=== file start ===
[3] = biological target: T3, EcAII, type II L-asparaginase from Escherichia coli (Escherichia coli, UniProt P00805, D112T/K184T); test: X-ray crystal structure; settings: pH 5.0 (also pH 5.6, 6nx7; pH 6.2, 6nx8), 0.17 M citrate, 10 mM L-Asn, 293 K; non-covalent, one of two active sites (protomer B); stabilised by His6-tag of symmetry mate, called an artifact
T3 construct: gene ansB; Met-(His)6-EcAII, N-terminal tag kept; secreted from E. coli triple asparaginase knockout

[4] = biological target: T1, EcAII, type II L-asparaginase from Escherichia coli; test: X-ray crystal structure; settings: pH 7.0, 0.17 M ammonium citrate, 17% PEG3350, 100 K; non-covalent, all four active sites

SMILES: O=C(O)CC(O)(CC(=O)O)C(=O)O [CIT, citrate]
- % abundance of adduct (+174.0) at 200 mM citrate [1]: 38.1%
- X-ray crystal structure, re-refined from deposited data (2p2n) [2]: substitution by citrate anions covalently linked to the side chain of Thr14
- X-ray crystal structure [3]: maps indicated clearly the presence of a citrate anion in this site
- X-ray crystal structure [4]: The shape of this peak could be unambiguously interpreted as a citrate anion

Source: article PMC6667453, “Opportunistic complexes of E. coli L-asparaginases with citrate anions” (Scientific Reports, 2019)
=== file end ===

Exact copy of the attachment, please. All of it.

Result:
[3] = biological target: T3, EcAII, type II L-asparaginase from Escherichia coli (Escherichia coli, UniProt P00805, D112T/K184T); test: X-ray crystal structure; settings: pH 5.0 (also pH 5.6, 6nx7; pH 6.2, 6nx8), 0.17 M citrate, 10 mM L-Asn, 293 K; non-covalent, one of two active sites (protomer B); stabilised by His6-tag of symmetry mate, called an artifact
T3 construct: gene ansB; Met-(His)6-EcAII, N-terminal tag kept; secreted from E. coli triple asparaginase knockout

[4] = biological target: T1, EcAII, type II L-asparaginase from Escherichia coli; test: X-ray crystal structure; settings: pH 7.0, 0.17 M ammonium citrate, 17% PEG3350, 100 K; non-covalent, all four active sites

SMILES: O=C(O)CC(O)(CC(=O)O)C(=O)O [CIT, citrate]
- % abundance of adduct (+174.0) at 200 mM citrate [1]: 38.1%
- X-ray crystal structure, re-refined from deposited data (2p2n) [2]: substitution by citrate anions covalently linked to the side chain of Thr14
- X-ray crystal structure [3]: maps indicated clearly the presence of a citrate anion in this site
- X-ray crystal structure [4]: The shape of this peak could be unambiguously interpreted as a citrate anion

Source: article PMC6667453, “Opportunistic complexes of E. coli L-asparaginases with citrate anions” (Scientific Reports, 2019)